The European Commission (EC) said Wednesday that it is giving Microsoft Corp. a final opportunity to comment before it makes a ruling in its four-year antitrust probe of the software maker, and added that it believes Microsoft’s abuses “are still ongoing.”
The Commission made the comments in light of new evidence it has gathered from a widespread market inquiry of consumers, suppliers and competitors.
“This evidence confirms and in many respects bolsters the Commission’s earlier finding that Microsoft is leveraging its dominant position from the PC into low-end servers and that Microsoft’s tying of Windows Media Player to the Windows PC operating system weakens competition on the merits, stifles product innovation, and ultimately reduces consumer choice,” the Commission said in a release.
The Commission also offered Microsoft the opportunity to comment on a series of proposed remedies it intends to impose.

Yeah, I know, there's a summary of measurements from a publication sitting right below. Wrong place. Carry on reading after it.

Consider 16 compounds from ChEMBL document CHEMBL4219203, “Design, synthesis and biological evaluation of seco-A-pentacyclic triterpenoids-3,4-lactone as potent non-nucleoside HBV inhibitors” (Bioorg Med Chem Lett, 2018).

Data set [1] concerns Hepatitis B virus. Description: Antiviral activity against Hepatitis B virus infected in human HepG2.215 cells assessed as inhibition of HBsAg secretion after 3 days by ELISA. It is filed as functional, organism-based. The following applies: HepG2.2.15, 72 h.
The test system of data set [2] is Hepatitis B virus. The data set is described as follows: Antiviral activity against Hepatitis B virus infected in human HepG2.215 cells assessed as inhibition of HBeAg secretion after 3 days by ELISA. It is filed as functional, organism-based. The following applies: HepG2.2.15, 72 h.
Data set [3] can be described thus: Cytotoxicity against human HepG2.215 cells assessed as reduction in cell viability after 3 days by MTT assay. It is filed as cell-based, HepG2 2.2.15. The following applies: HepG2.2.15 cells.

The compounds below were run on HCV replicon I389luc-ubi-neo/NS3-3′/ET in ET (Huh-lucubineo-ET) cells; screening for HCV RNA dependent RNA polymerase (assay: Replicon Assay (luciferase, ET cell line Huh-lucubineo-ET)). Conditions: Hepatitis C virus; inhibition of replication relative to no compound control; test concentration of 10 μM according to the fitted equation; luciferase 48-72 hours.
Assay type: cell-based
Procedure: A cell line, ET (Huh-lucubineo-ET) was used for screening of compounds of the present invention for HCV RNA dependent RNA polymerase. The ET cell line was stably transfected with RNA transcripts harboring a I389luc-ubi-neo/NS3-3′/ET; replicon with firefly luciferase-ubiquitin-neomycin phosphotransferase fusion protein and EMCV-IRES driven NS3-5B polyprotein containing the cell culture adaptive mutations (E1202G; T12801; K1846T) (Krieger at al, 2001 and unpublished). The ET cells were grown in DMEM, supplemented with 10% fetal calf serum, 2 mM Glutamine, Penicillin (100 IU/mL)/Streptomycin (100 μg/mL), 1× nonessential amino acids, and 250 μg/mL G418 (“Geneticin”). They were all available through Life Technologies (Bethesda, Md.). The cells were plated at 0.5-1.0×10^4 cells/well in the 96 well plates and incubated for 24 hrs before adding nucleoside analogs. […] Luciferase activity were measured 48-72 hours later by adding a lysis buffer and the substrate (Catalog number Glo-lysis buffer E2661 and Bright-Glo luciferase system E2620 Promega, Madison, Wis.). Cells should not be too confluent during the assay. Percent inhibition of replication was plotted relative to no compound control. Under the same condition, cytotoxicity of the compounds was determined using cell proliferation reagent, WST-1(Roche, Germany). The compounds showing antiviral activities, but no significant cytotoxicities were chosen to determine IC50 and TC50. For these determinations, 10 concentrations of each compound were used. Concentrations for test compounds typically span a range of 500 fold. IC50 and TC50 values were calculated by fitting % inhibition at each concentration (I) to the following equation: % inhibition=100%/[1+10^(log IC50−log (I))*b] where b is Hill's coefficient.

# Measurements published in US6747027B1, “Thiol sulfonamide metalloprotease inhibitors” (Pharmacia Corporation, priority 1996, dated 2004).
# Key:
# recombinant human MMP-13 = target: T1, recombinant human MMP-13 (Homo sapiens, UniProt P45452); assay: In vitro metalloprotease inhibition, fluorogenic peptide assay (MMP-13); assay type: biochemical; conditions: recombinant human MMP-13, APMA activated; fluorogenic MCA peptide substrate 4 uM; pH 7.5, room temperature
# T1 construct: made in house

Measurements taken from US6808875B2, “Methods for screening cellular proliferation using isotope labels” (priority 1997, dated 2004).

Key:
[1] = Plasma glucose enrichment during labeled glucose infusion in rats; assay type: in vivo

In order to achieve full interoperability between Windows PCs and low-end servers, the Commission is suggesting that Microsoft reveal interface information, allowing rival server vendors to compete on a level playing field.
The EC also proposed two remedies with respect to the bundling of Windows Media Player with the Windows OS (operating system). Either the Redmond, Wash., software maker can untie the player by offering a version of Windows without it, or the EC will impose a “must carry” provision, obliging Microsoft to offer competing players with the OS.
The company is being invited by the EC to offer a final statement of objections regarding the remedies.
“We are determined to ensure that the final outcome of this case is to the benefit of innovation and consumers alike,” Competition Commissioner Mario Monti said in a statement .
The EC’s wrap-up of its antitrust probe comes after the U.S. government settled with the software maker last year, citing similar concerns over the bundling of products and dominance in the PC market.
Representatives for Microsoft in Europe were not immediately available to comment on the latest EC statements.
For more information, visit www.microsoft.com.